The Malta Independent 16 October 2019, Wednesday

Balluta Bay experiment not considered a failure, says MTA’s environmental consultant

Rebekah Cilia Sunday, 14 July 2019, 11:30 Last update: about 4 months ago

An experimental pilot project to re-nourish Balluta Bay is not considered a failure by the Malta Tourism Authority’s (MTA) environmental consultant on the project.

This year’s sand replenishment project proved controversial following reports that the sand had been washed away within a few days.

Speaking to The Malta Independent on Sunday, environmental consultant Adrian Mallia has said one must first understand how beaches work.

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Meanwhile, an MTA spokesperson has also argued that the project is feasible, especially since it will be financed by the operators of the Marriott hotel for the next five years. Nevertheless, she says, the MTA “is planning a feasibility study for any similar interventions in the future.”

Environmental consultant Adrian Mallia explains that works last year started later than anticipated due to permit issues. Instead of starting in June, works began on July 31, “so we had already lost the best part.”

Mallia also explains that the most important thing to understand about beaches is that they are dynamic.

Preparation for sand pumping this year (June) - silt curtain in place


What is referred to as a beach ­– which is the dry part where people sunbathe – is only part of the whole system. The system includes a valley, typically a salt marsh, sand dunes, the beach and then all the rest, which is underwater. At Balluta Bay and several other beaches, this is no longer so because of disturbances to the environment due to human intervention.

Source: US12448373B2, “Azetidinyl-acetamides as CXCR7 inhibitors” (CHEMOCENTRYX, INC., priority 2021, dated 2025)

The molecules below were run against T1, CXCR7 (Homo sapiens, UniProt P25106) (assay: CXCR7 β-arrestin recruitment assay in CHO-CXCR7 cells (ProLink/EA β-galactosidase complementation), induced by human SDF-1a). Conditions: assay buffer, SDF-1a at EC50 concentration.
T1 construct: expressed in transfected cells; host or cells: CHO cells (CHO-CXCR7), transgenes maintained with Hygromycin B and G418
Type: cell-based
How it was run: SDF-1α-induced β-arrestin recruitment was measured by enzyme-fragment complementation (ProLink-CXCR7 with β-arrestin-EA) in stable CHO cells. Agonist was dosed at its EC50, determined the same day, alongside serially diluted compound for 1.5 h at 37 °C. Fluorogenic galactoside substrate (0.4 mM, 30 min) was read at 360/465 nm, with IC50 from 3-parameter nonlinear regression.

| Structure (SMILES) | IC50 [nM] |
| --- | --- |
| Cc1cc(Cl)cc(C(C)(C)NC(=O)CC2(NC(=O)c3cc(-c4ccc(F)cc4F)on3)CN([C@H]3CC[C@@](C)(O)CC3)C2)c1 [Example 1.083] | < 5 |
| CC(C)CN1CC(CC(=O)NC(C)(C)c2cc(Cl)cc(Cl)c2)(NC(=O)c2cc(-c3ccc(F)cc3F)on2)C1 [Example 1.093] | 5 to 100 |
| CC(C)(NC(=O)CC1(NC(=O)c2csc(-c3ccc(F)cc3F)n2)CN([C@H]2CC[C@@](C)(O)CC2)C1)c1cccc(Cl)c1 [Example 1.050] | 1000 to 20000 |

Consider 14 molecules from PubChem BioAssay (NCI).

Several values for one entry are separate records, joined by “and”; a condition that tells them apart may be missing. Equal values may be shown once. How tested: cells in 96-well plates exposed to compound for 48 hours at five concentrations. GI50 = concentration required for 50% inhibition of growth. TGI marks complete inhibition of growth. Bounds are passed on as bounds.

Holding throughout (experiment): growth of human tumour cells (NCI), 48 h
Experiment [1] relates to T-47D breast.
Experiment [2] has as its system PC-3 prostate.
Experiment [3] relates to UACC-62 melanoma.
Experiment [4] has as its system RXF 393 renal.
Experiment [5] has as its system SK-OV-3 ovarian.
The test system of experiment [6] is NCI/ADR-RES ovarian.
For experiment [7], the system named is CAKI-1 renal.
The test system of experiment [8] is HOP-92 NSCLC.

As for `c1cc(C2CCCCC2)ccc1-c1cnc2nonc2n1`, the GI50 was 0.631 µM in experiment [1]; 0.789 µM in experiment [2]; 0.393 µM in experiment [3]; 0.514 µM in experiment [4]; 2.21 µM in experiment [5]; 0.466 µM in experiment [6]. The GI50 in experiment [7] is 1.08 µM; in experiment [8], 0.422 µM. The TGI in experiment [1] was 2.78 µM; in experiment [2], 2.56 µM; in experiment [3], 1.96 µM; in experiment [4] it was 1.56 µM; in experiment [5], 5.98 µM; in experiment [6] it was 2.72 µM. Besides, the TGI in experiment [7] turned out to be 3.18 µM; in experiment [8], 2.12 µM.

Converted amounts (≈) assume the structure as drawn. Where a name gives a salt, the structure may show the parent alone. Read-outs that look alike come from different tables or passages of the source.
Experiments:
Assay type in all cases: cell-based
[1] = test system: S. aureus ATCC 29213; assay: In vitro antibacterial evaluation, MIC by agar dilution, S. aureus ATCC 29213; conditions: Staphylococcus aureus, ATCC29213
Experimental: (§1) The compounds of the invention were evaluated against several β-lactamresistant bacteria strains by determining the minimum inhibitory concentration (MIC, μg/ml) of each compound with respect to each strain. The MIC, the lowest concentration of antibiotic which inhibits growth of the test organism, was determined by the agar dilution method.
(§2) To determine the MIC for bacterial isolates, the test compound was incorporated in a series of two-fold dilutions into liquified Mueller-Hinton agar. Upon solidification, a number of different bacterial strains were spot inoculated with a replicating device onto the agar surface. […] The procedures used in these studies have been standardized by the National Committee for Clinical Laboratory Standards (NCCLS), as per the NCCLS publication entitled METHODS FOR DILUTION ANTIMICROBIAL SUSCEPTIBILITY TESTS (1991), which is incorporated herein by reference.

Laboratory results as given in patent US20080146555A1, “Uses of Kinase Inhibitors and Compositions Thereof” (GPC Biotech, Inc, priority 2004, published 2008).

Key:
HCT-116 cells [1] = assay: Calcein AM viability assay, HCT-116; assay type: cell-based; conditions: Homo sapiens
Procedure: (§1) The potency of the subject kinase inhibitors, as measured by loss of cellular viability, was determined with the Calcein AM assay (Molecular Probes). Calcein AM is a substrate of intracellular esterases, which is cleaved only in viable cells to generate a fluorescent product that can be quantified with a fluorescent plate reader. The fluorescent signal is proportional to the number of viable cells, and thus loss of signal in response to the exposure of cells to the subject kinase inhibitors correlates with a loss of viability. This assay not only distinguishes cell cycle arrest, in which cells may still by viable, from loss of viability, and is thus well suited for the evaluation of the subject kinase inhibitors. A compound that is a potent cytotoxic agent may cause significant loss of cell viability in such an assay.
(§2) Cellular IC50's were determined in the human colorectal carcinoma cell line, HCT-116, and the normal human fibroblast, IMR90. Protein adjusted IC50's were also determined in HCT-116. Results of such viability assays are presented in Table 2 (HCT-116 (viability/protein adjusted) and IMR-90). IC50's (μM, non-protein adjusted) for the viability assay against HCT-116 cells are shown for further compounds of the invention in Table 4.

What happens in a normal system is that rain flows down the valley to the sea carrying sediment that is deposited offshore. In winter, sand is lost from the beach, either inland, where it deposits and enlarges the sand dunes, or offshore. The sand that is lost to the sea deposits in what is called an offshore reservoir – such as at Għadira Bay, where the water is shallow.

Sand movement and slope a few days after  nourishment under NE winds


Around April or May, the sand starts to return to the beach. Waves drag sand up from the offshore reservoir, which enlarges the beach, and wind blows sand from the dunes. This movement of sand and the resultant beach accretion or depletion depends on the strength, direction, and frequency of winds and waves on the particular beach. This movement of sand can be easily confirmed by comparing the width of beaches from year to year or, as is often reported at Għadira Bay, when sand is blown onto the road.

The system of movement of sand is typical but the coastline has been changed so much that from rocky shores, quays and jetties are now being built. The road parallel to the beach in Balluta and similar bays also stops the flow of material from land onto the beach, so “we start starving our beaches,” Mallia notes.